Big Mistake

Total Recall

Ever have something slip your mind? An appointment with a red-hot prospect, the name of a business contact you met yesterday, or where you put the keys to your safe deposit box?

The entrepreneur with a razor-sharp memory, says Harry Lorayne, co-author of the bestselling The Memory Book (Ballantine Books Inc., $10, 800-726-0600), will easily prevail over the competition.

"When a client wants fast and accurate information, who's he going to be most impressed by--the businessperson who says `I'll get back to you', or the person who has the facts and figures at his fingertips?" asks Lorayne. "If you want the edge in business, develop a better memory." For starters, try these techniques:

  • Write it down. Whether planning your day or developing key points to discuss with your banker, commit your thoughts to paper or a computer file. Making lists clears your mind to concentrate on other tasks and gives you a record of what needs to be done.
  • Use technology. Call your office voice mail and leave yourself a message. Invest in a pocket-sized personal digital assistant; these high-tech organizers let you store and track information such as phone numbers, schedules and lists. Back at the office, computer databases can help you compile and track information you use regularly.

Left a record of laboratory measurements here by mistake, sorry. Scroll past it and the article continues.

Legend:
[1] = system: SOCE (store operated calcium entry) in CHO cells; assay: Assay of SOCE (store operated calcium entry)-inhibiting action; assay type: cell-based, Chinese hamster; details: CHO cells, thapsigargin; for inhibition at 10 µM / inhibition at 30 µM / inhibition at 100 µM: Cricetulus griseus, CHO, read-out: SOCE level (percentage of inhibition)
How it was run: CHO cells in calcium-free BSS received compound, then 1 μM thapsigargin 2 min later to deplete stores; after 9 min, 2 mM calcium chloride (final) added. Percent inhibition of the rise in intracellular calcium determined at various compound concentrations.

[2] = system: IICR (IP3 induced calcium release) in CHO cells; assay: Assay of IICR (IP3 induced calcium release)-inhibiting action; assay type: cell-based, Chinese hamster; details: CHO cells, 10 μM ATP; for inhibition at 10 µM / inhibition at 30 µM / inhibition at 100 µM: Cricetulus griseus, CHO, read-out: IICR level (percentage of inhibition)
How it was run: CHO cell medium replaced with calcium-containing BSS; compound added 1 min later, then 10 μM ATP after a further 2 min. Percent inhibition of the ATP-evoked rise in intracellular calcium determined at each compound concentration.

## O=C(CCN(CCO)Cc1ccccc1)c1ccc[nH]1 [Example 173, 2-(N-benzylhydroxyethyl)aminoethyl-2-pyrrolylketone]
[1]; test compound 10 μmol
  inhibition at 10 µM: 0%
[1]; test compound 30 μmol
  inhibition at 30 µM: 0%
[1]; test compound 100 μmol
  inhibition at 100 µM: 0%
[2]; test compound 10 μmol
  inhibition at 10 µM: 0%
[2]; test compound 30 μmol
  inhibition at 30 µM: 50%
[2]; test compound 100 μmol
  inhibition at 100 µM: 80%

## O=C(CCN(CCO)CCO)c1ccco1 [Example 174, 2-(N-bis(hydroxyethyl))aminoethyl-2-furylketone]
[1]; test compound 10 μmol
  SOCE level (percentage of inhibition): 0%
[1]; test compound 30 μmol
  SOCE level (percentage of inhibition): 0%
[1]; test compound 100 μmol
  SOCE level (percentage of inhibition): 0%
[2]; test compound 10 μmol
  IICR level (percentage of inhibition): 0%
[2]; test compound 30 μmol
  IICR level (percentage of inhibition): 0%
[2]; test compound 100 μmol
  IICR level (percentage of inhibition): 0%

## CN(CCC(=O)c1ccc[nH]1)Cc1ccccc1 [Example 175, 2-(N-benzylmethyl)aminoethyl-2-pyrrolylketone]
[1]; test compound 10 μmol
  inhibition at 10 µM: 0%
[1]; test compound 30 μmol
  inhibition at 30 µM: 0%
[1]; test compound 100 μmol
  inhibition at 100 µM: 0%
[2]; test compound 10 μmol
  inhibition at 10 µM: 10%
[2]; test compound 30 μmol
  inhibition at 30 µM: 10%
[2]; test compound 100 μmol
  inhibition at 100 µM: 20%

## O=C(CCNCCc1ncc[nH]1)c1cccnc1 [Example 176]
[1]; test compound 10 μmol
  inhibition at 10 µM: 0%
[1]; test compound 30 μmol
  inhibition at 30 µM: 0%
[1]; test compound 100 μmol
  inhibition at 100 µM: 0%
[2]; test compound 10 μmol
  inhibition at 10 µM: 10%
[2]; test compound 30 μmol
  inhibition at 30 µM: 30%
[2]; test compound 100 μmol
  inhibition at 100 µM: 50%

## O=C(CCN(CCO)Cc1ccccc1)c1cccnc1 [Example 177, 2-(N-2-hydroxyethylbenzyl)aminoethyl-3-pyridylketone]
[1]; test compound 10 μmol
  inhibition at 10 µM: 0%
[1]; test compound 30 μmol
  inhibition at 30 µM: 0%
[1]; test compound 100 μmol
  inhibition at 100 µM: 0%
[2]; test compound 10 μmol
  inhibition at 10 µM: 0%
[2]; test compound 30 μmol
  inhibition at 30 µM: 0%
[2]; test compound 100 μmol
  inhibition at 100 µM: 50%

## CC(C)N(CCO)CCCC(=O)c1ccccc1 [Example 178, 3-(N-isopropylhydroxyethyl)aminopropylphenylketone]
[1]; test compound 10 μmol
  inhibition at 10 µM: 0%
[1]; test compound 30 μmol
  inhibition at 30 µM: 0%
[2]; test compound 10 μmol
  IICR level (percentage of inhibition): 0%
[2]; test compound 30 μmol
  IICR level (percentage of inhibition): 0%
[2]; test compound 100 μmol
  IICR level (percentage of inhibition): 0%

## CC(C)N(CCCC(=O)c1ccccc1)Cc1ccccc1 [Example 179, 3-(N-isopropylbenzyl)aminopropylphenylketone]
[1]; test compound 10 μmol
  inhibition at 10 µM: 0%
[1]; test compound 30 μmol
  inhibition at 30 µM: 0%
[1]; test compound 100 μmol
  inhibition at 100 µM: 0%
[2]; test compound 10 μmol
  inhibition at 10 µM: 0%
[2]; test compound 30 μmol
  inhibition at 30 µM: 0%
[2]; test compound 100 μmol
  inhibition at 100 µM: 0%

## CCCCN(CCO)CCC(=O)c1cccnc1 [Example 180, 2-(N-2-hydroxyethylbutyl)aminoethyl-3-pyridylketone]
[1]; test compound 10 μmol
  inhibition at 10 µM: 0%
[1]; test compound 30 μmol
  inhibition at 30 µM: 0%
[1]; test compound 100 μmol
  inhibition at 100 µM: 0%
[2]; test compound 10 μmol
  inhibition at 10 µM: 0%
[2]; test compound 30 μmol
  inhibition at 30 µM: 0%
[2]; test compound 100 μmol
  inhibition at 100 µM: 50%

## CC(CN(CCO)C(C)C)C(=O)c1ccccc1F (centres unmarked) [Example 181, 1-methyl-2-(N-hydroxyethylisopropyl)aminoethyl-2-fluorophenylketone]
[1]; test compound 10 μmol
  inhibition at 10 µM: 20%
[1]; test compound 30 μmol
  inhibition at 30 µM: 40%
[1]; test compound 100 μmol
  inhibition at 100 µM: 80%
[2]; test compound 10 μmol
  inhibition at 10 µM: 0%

• Practice association. Do you recognize the person's face but can't remember his name? Associate his name with something totally unrelated. "A boot reminds you of Italy. The phrase `Every good boy does fine' reminds you of the notes of a musical scale. It's one thing reminding you of another," says Lorayne. So when you meet a new member of your leads group, tell yourself "Jack reminds me of my cousin Jack because they both drive red sports cars."
  • Build your listening skills. Your memory might be slipping because you weren't listening in the first place. Give your full attention to the task at hand.
  • Relax. Don't feel guilty when you forget something. Practice deep breathing or listen to soothing music. Relaxing will jog your memory.

Contact Source

McKibben Communications, (818) 775-0500, http://www.mckibben.com

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